Lowering academic standards to accommodate contemporary college students is not an option for English Professor Nancy Barrineau.
“We can become jaded about our students, or we can find ways we can teach them better,” she said.
Dr. Barrineau, a member of the English Department at The University of North Carolina at Pembroke, was named recipient of the University of North Carolina Board of Governors 2005 Award for Excellence in Teaching.
Established by the Board of Governors in April 1994 to underscore the importance of teaching and to reward good teaching, the awards are given annually to a tenured faculty member from each UNC campus.
Dr. Barrineau’s teaching skills are so highly prized at UNCP that she was the founding director of the University’s Teaching and Learning Center. Dr. Thomas Leach, dean of the College of Arts and Sciences, said she possesses all the qualities of an exceptional faculty member.
“Dr. Barrineau is a dynamic teacher, who communicates her enthusiasm for literature to her students, along with her dedication to excellence in scholarship,” Dean Leach said. “She combines these important attributes in an educational experience which students find stimulating and enjoyable.”
With classes ranging from freshmen composition to graduate courses in American literature, Dr. Barrineau finds satisfaction in the teaching and learning process.
“There is nothing like facilitating a class that really works,” she said. “I’ve learned that teaching college students gives me a high like nothing else I’ve experienced.”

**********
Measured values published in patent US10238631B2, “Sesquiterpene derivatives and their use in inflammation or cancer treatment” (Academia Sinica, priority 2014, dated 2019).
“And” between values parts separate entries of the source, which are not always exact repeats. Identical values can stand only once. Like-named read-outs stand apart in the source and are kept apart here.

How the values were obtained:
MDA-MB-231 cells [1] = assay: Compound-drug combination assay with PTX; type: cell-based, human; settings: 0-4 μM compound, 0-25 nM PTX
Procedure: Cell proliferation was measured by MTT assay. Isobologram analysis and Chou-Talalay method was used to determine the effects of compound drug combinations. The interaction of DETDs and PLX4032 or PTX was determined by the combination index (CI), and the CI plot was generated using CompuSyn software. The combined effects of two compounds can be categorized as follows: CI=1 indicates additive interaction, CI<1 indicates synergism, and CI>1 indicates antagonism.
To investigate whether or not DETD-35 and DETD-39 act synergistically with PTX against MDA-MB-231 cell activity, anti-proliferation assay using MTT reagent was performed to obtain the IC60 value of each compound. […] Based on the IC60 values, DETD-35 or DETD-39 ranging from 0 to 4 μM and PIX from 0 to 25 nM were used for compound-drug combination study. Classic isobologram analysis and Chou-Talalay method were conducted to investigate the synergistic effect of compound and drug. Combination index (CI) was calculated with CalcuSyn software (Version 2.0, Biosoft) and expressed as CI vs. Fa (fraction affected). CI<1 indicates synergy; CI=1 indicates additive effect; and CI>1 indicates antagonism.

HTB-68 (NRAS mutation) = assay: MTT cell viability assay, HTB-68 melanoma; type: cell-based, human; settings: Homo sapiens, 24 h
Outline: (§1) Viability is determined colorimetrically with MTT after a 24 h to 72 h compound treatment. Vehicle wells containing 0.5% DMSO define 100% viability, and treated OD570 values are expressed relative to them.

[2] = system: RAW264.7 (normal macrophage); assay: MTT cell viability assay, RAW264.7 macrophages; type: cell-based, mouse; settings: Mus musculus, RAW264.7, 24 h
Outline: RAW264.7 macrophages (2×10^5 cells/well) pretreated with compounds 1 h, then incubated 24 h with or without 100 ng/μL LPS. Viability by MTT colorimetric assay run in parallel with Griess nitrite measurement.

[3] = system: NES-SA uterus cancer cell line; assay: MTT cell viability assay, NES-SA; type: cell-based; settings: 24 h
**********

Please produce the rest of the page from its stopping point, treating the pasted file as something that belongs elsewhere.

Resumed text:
Debates over literature of critical theory routinely go on after the bell in Dr. Barrineau’s upper level classes. But her affection for teaching the elements of writing to general education students is also strong.
“In our department, we have used conferences to teach freshman writing for years, and I have always found that kind of consultation rewarding,” Dr. Barrineau said. “But more and more, I meet with my literature students as well to discuss their rough drafts. As a result, the quality of the final drafts has really improved.”
Dr. Barrineau said she appreciates the spirit behind an Award for Excellence in Teaching.
“I’m delighted and honored,” she said. “It’s important to recognize and reward teaching.”
Dr. Barrineau came to UNC Pembroke’s Department of English in 1989. A native of Albany, N.Y., she received a B.A. in English from Asbury College, an M.A. from the University of Kentucky and a Ph.D. from the University of Georgia.
The American novel, in particular the works of Theodore Dreiser, are the focus of Dr. Barrineau’s academic endeavors. Her scholarship includes a collected edition of Dreiser’s early journalism, many essays and presentations on American literature and on teaching and learning.
Dr. Barrineau is a member of the American Literature Association, South Atlantic Modern Language Association, International Dreiser Society and American Association of University Women.
The 16 recipients were nominated by campus committees and selected by the Board of Governors Committee on Personnel and Tenure, chaired by John W. Davis of Winston-Salem, N.C. The awards will be officially presented by UNCP President Molly Corbett Broad and board Chair Bradley Wilson of Carey, N.C.
The board selected some of its most outstanding faculty to receive the 11th annual award. During a recognition luncheon to be held in conjunction with the board’s May meeting, a faculty member from each UNC campus will receive a commemorative bronze medallion and a $7,500 cash prize.
Additionally, Dr. Barrineau will serve as grand marshal for UNCP commencement and other special events. She will deliver the commencement address at the 2005 Winter Commencement.
The oldest public university in America, UNC today encompasses all 16 of North Carolina’s public institutions that grant baccalaureate degrees. UNC enrollment is nearly 190,000.